LCI Spotlight: Eugene Rider
The League certifies hundreds of League Cycling Instructors every year and there are thousands of LCIs across the country leading bike education efforts in their communities. In our LCI spotlight series, we share the stories of League Cycling Instructors doing what they do daily: educating, mentoring, and empowering. You don’t have to be an extraordinary athlete or overachieving student to be a stellar LCI, all you need is the conviction that life is better for everyone when more people ride bikes.
This month, we’re catching up with Eugene Rider, an enthusiastic League Cycling Instructor, Vice President and Education & Training Chair of the Sarasota Manatee Bicycle Club, and a member of the Coastal Cruisers.
Eugene’s nominator says, “Eugene works well with everyone. He is on the board of the bicycle club, is a member of several other clubs, works with local police, firemen, HOAs, etc., and organizes Bike Rodeos for kids several times a year. He’s just such a darn positive person! He’s innovative and enjoys teaching kids and adults.”
Per SMBC, Eugene leads multiple rides a month as a certified group ride lead and active certified League Cycle Instructor (LCI). He also teaches safe cycling classes for SMBC and local bike shops.
Know an inspiring LCI we should feature next? Nominate a stellar bike educator here!
Tell us a little about yourself and why you enjoy teaching bike education.
I started riding road bikes in 1967. It gave me a freedom that I love to pass on. Teaching bicycle safety, mainly for kids, to help them to be safe in urban settings. I also bring many community groups to participate in rodeos.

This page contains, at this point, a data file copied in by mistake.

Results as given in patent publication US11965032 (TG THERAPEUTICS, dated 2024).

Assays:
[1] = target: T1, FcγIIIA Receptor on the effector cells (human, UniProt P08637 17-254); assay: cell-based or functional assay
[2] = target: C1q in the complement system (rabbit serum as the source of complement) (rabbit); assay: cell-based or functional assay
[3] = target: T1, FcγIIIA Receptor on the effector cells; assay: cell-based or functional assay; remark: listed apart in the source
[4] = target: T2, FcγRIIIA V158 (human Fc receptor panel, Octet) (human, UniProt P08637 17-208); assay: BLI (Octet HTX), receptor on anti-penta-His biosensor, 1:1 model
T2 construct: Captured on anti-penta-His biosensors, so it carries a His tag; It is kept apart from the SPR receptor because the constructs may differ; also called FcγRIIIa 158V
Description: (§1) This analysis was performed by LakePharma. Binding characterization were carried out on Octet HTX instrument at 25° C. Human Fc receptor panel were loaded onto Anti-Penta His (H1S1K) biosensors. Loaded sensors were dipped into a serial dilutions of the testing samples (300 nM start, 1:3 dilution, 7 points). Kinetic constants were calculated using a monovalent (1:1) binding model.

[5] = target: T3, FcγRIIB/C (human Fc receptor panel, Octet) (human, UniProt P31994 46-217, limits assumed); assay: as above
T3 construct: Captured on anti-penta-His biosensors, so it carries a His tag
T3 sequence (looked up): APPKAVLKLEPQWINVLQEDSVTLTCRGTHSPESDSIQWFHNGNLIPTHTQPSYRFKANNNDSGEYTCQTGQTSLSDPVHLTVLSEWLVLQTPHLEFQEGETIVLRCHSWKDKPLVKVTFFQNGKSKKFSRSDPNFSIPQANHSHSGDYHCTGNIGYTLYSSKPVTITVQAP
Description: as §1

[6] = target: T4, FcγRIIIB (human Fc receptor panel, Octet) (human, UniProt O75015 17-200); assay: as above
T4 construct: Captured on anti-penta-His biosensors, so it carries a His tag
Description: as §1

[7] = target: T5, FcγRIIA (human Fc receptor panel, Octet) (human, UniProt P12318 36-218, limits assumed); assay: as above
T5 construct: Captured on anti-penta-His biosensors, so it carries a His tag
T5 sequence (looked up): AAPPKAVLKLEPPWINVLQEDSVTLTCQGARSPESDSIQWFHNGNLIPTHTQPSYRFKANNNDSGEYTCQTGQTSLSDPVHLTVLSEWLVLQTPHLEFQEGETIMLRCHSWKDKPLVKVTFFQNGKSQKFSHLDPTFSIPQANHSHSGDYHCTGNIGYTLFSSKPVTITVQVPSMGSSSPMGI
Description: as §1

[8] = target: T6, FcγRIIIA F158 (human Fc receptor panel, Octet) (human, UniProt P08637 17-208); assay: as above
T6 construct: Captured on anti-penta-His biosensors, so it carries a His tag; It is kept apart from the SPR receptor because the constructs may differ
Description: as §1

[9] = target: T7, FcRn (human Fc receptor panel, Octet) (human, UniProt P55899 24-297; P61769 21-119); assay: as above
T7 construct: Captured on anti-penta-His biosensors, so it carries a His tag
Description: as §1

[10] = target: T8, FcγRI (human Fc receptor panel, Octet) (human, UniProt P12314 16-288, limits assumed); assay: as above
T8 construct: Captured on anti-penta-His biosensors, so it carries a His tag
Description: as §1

“Eugene Rider, a member of the Sarasota-Manatee Bike Club who organized the [Bike Rodeo], emphasized it’s really important the kids take safety advice to heart, especially in this area. Sadly, he hears about situations all the time where a cyclist is hit or nearly hit by a car.”SPD, safety organizations host ‘Bike Rodeo’ for young cyclists
What first motivated you to become an LCI?
I am a process-driven person who has been part of corporate training departments. I wanted to have a repeatable process to teach participants how to ride safely. I also wanted to give back to my community using skills built in my career.
What is your best piece of advice for an LCI who wants to teach a class but isn’t sure how to get started?
Don’t wait, start today to find a place to have a class! Start with a local bike club, your local bike shop, community groups, or city law enforcement. Opportunities are there, just get started.
What is something you think all LCIs should know about teaching bike education?
Be patient and stay focused on the end result of safety. Enjoy the event!
Give us an interesting or funny fact about you.
I have many hobbies, including scuba diving, flying planes, and photography. Cycling is the best for me.
What is your favorite thing about being on a bike?
I love finding new roads and meeting people. I enjoy being a bike ambassador.
What has been your greatest reward in teaching bike education?
Teaching kids and adults how to ride a bike is reward enough, by giving them the freedom to explore and ride safely.
“For me, the real idea of success is the smile on their face and the glow that they have as they’re walking away with their new helmet, and they’re walking away with a bike they can actually ride,” Rider said. “And they look more confident.”SPD, safety organizations host ‘Bike Rodeo’ for young cyclists